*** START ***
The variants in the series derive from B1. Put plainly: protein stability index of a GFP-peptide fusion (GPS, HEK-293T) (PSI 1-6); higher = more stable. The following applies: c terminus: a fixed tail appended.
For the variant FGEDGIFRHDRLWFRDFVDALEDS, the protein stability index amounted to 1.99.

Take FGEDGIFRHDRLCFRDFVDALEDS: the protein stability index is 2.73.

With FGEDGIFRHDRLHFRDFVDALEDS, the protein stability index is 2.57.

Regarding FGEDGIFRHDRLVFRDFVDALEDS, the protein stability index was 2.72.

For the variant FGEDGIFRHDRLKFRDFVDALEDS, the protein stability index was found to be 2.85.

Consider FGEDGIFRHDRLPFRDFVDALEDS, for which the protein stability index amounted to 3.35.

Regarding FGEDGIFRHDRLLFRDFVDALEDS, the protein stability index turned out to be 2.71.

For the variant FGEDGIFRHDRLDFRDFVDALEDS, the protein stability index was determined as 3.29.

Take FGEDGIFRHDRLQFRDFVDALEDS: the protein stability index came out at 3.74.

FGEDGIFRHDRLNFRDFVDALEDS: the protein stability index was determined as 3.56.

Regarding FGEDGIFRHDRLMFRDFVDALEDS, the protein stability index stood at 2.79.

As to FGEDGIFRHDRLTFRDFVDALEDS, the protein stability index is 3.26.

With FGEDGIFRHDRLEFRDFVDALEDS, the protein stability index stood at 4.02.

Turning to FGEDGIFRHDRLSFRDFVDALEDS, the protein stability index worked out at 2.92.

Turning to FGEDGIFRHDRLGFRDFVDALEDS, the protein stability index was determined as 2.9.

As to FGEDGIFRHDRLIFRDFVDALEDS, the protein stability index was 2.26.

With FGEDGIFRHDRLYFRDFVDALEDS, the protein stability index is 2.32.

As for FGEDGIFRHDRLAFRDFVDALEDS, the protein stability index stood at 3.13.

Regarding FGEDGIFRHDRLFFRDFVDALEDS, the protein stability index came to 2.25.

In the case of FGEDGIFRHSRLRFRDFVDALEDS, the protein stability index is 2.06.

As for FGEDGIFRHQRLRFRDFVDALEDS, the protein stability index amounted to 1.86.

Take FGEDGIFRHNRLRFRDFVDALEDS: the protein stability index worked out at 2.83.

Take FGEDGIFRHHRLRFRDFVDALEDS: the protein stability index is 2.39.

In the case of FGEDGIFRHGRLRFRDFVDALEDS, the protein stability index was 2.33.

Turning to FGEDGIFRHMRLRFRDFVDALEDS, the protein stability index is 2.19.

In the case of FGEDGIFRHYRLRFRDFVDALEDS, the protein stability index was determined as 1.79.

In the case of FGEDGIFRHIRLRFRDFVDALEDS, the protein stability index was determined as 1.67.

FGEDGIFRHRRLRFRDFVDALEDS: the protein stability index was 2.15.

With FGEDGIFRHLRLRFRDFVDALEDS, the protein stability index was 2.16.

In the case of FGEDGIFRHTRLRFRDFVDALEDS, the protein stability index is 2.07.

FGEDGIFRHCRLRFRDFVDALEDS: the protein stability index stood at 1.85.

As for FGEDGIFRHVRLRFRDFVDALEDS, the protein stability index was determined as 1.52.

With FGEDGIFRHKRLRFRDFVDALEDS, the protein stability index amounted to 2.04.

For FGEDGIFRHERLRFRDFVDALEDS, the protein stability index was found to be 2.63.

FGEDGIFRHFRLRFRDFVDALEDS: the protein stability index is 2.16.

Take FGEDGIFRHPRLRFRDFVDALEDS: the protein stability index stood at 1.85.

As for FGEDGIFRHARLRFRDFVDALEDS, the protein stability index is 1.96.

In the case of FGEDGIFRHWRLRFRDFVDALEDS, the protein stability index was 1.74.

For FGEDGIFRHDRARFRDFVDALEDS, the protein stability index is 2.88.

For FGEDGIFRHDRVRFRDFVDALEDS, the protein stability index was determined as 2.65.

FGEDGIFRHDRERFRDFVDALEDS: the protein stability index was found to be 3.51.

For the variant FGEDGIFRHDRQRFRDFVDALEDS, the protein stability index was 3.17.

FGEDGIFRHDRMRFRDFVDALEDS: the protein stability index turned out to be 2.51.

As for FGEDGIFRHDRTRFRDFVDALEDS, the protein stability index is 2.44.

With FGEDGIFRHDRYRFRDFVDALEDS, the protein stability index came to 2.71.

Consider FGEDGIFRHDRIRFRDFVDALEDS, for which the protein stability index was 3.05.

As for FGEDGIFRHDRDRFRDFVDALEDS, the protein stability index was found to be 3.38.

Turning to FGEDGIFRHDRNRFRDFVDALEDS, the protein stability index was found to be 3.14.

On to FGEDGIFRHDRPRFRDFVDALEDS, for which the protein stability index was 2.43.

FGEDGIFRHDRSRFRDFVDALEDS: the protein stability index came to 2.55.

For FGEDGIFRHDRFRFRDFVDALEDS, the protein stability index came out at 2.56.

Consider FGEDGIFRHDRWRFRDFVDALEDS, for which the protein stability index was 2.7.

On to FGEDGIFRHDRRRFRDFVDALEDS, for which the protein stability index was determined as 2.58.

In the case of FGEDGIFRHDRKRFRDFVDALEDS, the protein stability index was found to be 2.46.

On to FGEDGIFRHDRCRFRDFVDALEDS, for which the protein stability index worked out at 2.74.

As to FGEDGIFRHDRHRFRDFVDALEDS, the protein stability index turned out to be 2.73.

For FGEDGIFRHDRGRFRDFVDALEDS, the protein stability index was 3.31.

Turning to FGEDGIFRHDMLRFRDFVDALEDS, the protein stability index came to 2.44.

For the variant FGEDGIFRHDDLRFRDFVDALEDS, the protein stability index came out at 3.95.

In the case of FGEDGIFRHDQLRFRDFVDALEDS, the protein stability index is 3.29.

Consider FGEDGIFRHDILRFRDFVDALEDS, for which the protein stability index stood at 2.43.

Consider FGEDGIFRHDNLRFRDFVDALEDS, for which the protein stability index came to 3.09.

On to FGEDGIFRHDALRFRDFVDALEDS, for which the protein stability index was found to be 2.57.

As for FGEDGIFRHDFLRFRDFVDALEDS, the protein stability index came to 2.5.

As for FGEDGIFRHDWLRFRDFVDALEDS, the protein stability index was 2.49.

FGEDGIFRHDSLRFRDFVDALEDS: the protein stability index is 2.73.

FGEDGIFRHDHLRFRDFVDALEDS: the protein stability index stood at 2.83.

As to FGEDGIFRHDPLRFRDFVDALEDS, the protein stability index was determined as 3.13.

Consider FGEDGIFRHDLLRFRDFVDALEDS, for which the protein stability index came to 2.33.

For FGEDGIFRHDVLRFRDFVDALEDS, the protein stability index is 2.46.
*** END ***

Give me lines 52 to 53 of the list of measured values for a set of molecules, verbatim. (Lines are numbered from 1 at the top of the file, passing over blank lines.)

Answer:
For FGEDGIFRHDRFRFRDFVDALEDS, the protein stability index came out at 2.56.

Consider FGEDGIFRHDRWRFRDFVDALEDS, for which the protein stability index was 2.7.